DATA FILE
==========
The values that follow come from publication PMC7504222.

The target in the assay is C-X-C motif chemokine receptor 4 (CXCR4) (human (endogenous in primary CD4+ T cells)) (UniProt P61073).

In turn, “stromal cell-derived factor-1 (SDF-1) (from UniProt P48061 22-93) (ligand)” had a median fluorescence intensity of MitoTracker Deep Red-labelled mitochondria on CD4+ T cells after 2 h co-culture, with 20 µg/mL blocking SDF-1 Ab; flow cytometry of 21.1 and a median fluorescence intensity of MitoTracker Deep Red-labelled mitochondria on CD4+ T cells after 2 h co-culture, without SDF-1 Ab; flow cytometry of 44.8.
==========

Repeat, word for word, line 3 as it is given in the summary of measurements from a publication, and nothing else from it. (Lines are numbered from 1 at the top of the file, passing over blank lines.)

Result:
In turn, “stromal cell-derived factor-1 (SDF-1) (from UniProt P48061 22-93) (ligand)” had a median fluorescence intensity of MitoTracker Deep Red-labelled mitochondria on CD4+ T cells after 2 h co-culture, with 20 µg/mL blocking SDF-1 Ab; flow cytometry of 21.1 and a median fluorescence intensity of MitoTracker Deep Red-labelled mitochondria on CD4+ T cells after 2 h co-culture, without SDF-1 Ab; flow cytometry of 44.8.